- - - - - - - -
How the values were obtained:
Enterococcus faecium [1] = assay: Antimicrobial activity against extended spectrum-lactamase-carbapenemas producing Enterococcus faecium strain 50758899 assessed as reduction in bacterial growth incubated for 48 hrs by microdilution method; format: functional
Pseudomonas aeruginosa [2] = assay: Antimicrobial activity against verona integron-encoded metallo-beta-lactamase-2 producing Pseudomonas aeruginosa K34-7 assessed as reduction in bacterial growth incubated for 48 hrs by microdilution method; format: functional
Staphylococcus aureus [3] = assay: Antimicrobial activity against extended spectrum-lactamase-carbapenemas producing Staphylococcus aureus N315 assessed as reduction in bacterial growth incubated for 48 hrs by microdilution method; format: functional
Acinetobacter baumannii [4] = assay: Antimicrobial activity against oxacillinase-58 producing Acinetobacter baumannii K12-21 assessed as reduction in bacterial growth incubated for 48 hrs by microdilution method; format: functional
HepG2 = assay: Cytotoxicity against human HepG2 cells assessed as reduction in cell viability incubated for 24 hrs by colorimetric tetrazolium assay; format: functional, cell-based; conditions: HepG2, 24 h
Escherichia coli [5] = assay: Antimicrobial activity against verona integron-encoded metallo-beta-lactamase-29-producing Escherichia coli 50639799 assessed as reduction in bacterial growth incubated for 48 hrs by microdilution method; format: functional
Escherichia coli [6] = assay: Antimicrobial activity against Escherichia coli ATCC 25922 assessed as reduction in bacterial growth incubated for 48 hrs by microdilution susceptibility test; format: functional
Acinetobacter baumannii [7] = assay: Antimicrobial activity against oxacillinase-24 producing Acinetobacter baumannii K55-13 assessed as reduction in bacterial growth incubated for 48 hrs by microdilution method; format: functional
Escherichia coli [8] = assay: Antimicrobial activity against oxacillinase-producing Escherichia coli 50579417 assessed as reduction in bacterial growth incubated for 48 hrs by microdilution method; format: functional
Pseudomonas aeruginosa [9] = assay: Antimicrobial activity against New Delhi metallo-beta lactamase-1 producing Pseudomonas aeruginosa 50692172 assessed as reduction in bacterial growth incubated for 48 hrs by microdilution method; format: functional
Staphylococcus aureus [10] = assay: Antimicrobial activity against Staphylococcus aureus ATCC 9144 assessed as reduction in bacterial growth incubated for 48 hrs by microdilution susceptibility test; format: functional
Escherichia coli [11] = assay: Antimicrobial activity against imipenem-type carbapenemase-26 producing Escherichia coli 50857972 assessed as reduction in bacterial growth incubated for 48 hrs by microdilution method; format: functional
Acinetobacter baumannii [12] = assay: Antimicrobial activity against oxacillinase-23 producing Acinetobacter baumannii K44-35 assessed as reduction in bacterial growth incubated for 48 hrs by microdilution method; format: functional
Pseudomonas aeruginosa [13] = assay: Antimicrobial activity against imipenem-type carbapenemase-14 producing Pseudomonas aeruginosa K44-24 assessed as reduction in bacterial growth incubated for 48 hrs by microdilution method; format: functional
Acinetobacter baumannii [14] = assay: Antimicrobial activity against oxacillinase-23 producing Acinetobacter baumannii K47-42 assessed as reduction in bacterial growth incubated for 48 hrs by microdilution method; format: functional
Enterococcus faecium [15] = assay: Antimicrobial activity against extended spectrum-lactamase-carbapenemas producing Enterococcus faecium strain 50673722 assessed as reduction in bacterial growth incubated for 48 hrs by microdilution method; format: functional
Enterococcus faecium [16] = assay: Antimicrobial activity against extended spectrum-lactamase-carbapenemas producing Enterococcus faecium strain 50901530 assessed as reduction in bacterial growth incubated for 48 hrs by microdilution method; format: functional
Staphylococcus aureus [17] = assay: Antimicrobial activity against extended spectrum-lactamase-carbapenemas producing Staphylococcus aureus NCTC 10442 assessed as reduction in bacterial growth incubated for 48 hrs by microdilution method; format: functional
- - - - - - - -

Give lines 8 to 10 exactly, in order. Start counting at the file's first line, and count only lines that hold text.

Escherichia coli [6] = assay: Antimicrobial activity against Escherichia coli ATCC 25922 assessed as reduction in bacterial growth incubated for 48 hrs by microdilution susceptibility test; format: functional
Acinetobacter baumannii [7] = assay: Antimicrobial activity against oxacillinase-24 producing Acinetobacter baumannii K55-13 assessed as reduction in bacterial growth incubated for 48 hrs by microdilution method; format: functional
Escherichia coli [8] = assay: Antimicrobial activity against oxacillinase-producing Escherichia coli 50579417 assessed as reduction in bacterial growth incubated for 48 hrs by microdilution method; format: functional